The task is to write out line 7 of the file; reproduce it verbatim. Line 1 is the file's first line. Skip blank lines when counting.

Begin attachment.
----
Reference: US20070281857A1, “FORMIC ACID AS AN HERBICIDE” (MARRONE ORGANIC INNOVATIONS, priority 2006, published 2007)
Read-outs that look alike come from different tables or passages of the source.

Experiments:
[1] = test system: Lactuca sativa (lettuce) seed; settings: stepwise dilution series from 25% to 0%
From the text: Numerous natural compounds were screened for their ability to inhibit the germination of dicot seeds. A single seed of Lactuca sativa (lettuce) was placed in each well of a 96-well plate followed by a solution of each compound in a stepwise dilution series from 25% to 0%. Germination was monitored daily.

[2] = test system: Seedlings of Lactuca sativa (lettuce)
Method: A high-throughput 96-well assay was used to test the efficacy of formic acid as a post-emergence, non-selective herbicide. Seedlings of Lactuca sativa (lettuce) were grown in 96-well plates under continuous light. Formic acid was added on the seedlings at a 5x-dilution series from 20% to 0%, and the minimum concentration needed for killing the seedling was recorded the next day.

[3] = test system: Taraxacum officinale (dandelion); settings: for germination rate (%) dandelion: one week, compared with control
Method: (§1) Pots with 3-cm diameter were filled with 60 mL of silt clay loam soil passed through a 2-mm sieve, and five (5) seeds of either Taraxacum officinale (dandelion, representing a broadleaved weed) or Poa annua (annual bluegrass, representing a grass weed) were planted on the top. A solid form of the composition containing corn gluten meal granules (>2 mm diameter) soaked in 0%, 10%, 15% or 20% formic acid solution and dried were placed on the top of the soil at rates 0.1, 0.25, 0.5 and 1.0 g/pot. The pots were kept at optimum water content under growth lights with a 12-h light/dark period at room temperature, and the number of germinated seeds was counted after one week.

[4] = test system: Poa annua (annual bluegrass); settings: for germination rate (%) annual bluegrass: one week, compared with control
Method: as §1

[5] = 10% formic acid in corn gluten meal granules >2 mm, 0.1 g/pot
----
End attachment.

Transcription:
Method: A high-throughput 96-well assay was used to test the efficacy of formic acid as a post-emergence, non-selective herbicide. Seedlings of Lactuca sativa (lettuce) were grown in 96-well plates under continuous light. Formic acid was added on the seedlings at a 5x-dilution series from 20% to 0%, and the minimum concentration needed for killing the seedling was recorded the next day.